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Pastor Glenn McDonald: Weirdly Wonderful


Church attendance in the United States has steadily decreased since the 1960s. 

 

For some bodies, like the Assemblies of God, Southern Baptists, and Catholics, the decline has been modest. But for mainline Protestants, such as Methodists, Lutherans, Episcopalians, and Presbyterians, the downward trend feels more like the crash of Wall Street stock prices in 1929. 

 

My own denomination, the Presbyterian Church (USA), boasted 4.25 million affiliates in 1965. According to last year’s annual statistics report, current membership stands at just over 1.1 million. That’s an astonishing tumble of more than 75%. The same annual summary reported the closure of 108 churches and the loss of 53,105 members – most of them departing this world for the next.

 

That’s perhaps the most disheartening feature of the numbers. Almost four in 10 Presbyterians are at least 65 years old. The membership decline (which has averaged 4-5% since 2011) is only going to accelerate. 

 

What in the world happened? 

 

Since a number of Christian bodies have shown overall growth since JFK was in the White House, observers can’t say, “Well, it’s happening to everyone.” Analysts point to a theological perspective that was widely embraced by mainline Protestant seminary professors and clergy after World War II. It was high time, they declared, to align Christian teaching with the modern world.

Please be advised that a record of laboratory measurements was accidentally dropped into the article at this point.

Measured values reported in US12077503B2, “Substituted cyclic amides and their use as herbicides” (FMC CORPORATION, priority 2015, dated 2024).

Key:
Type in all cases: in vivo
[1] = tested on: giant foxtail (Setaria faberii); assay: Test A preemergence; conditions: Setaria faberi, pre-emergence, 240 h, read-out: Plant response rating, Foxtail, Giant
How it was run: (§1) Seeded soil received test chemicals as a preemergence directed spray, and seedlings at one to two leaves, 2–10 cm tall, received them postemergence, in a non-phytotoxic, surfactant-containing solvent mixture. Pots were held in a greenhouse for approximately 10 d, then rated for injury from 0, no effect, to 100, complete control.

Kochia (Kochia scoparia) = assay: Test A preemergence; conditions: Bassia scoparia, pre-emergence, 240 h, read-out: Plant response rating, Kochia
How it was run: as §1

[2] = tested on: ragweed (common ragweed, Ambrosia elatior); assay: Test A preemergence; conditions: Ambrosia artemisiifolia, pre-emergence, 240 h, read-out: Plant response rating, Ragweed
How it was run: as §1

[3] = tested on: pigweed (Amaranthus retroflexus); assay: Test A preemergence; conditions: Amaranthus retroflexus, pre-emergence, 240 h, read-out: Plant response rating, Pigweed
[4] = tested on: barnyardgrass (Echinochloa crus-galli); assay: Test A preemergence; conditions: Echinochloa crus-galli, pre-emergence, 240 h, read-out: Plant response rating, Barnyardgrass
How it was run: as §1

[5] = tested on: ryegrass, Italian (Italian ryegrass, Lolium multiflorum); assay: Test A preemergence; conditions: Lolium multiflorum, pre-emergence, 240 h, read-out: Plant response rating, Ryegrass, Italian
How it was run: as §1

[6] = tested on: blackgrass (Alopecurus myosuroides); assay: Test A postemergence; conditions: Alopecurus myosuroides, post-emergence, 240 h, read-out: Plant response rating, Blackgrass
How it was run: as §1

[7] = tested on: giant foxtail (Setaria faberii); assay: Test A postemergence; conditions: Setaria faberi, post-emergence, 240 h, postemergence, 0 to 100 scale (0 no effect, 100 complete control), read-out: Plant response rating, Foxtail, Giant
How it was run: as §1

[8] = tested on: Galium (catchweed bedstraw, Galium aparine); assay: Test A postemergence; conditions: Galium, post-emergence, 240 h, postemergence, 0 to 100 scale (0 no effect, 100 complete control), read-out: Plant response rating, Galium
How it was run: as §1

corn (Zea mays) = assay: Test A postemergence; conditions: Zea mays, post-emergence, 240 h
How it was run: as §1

The result is that an extraordinary percentage of mainline teachers and preachers have become what Christians of any previous century would have called “unbelievers.”

 

Specifically, these leaders ceased to believe in the “embarrassing” or “weird” aspects of the Gospel – reports of miracles, angels, answered prayers, an empty tomb, and even a personal God. Such supernatural fluff may have masqueraded as truth for unenlightened minds. But there was no longer a place for superstition in a world reshaped by Darwin, Freud, quantum mechanics, the Cold War, and sexual liberation.

 

It was crucial to reframe “God” as a notion that would be acceptable to secular people.   

 

The leading figure in that effort was Paul Tillich (1886-1965), widely regarded as the 20th century’s most impactful theologian. 

 

What does it mean to have faith? Tillich famously wrote: “Faith is a total and centered act of the personal self, the act of unconditional, infinite, and ultimate concern. The unconditional concern, which is faith, is the concern about the unconditional. The infinite passion, as faith has been described, is the passion for the infinite. Or, to use our first term, the ultimate concern is concern about what is experienced as ultimate.” 

 

It’s fair to suggest that the apostle Paul might have responded to such a statement by asking, “Could you run that by me a few more times?”

 

Suffice it to say that such word salads are incomprehensible to the average person. According to Tillich, God is not a person, but “the Ground of all Being.” Mainline churchgoers found it hard to understand how such a God could help them with an empty bank account, a sick baby, or questions about the meaning of everyday life. 

 

Therefore they stayed away in droves. 

 

And many ended up in faith communities that openly presented Jesus as a living Presence and the Bible as living Truth.